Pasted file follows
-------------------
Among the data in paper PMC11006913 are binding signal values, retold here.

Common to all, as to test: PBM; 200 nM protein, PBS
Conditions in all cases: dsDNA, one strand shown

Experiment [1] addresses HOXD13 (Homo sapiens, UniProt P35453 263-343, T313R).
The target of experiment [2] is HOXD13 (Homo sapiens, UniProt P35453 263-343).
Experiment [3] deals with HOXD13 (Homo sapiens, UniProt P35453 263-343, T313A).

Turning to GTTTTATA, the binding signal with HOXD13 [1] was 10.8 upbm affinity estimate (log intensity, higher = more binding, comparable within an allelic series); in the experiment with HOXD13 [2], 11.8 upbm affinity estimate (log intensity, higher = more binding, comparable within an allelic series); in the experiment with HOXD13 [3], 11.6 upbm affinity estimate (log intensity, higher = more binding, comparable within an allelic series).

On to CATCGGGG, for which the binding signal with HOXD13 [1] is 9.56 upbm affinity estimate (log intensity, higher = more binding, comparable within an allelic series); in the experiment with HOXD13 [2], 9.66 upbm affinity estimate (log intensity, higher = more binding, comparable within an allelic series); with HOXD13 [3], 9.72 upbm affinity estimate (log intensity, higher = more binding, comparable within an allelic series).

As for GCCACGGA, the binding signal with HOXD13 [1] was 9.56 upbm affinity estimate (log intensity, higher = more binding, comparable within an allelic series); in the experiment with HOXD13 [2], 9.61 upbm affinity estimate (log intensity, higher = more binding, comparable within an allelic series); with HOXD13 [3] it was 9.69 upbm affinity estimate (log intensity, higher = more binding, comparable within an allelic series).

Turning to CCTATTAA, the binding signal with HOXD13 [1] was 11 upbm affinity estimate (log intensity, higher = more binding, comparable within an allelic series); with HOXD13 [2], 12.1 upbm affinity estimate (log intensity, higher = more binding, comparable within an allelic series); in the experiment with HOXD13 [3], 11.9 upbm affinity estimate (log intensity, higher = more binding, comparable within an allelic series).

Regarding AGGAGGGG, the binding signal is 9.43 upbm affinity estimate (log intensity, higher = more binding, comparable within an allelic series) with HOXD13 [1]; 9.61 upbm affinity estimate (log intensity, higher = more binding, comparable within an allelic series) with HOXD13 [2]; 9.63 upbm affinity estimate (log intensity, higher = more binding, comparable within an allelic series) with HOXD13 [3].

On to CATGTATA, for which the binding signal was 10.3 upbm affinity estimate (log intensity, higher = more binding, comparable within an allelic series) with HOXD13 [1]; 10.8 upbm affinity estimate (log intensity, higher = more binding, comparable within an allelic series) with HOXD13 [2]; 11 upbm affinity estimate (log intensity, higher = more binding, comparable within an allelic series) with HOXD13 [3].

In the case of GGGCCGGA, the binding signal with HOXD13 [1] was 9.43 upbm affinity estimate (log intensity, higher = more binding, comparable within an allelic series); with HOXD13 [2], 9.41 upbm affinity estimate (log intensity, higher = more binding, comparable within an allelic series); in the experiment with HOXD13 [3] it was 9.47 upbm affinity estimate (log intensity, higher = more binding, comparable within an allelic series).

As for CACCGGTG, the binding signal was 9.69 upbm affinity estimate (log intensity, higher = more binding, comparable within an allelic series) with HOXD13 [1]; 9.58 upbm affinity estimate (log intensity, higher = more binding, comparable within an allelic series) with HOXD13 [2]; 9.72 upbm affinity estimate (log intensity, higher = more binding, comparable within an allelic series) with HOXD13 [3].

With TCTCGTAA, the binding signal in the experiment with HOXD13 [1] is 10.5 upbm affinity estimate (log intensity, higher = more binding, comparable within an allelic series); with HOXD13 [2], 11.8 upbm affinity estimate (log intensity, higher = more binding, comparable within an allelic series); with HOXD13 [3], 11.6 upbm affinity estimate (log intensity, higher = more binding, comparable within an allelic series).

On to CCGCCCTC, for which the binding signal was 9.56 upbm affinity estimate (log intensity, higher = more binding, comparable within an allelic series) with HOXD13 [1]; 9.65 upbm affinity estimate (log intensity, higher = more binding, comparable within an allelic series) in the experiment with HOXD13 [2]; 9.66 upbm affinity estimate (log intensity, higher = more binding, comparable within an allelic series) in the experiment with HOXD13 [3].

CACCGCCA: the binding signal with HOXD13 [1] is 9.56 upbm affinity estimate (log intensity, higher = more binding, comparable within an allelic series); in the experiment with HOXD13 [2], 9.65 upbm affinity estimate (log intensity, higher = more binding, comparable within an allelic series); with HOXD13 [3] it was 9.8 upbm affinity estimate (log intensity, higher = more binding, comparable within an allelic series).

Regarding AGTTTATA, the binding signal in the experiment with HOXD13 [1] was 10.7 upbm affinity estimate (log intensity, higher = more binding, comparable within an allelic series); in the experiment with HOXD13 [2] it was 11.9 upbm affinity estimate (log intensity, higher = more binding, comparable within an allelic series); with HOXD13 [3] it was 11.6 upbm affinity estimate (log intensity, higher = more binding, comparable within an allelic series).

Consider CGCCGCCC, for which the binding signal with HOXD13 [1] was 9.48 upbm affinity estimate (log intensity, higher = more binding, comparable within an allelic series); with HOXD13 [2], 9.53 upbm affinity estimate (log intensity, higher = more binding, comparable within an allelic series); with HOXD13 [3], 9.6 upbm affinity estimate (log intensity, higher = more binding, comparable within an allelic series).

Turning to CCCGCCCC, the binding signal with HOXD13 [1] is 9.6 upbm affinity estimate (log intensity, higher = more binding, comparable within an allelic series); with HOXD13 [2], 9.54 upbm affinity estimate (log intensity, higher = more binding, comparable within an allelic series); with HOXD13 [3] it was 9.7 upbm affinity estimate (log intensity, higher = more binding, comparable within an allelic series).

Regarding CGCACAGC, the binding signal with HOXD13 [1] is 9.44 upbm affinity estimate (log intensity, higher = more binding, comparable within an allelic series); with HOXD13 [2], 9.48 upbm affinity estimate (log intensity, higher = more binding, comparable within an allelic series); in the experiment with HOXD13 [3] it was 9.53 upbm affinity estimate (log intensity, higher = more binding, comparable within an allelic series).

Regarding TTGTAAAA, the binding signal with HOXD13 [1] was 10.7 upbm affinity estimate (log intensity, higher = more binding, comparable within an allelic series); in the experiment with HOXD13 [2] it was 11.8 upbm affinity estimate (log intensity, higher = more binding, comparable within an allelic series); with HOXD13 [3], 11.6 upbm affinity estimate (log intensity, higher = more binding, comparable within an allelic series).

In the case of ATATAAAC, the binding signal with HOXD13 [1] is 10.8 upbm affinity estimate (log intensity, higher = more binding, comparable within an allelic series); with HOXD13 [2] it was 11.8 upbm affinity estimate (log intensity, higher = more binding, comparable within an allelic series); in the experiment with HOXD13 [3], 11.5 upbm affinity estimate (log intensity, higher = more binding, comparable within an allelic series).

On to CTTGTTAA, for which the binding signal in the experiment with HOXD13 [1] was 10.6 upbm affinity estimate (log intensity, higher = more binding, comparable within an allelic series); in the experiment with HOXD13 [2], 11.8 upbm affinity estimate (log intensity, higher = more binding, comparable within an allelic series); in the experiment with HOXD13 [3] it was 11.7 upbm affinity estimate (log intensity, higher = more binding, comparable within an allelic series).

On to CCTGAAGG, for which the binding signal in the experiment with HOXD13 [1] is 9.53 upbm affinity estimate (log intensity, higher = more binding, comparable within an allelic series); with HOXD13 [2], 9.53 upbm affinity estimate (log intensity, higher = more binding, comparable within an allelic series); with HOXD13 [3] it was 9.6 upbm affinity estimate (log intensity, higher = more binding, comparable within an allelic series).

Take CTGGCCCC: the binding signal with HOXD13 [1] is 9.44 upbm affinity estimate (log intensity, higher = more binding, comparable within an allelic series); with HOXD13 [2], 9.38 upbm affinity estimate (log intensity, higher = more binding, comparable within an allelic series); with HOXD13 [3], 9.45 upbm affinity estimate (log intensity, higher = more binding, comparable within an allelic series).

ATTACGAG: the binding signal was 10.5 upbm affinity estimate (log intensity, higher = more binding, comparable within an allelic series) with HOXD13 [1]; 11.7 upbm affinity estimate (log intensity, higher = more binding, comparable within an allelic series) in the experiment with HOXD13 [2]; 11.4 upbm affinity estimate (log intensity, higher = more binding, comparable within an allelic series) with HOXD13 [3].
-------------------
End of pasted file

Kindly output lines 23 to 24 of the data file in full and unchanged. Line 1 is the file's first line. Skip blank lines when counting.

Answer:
In the case of ATATAAAC, the binding signal with HOXD13 [1] is 10.8 upbm affinity estimate (log intensity, higher = more binding, comparable within an allelic series); with HOXD13 [2] it was 11.8 upbm affinity estimate (log intensity, higher = more binding, comparable within an allelic series); in the experiment with HOXD13 [3], 11.5 upbm affinity estimate (log intensity, higher = more binding, comparable within an allelic series).

On to CTTGTTAA, for which the binding signal in the experiment with HOXD13 [1] was 10.6 upbm affinity estimate (log intensity, higher = more binding, comparable within an allelic series); in the experiment with HOXD13 [2], 11.8 upbm affinity estimate (log intensity, higher = more binding, comparable within an allelic series); in the experiment with HOXD13 [3] it was 11.7 upbm affinity estimate (log intensity, higher = more binding, comparable within an allelic series).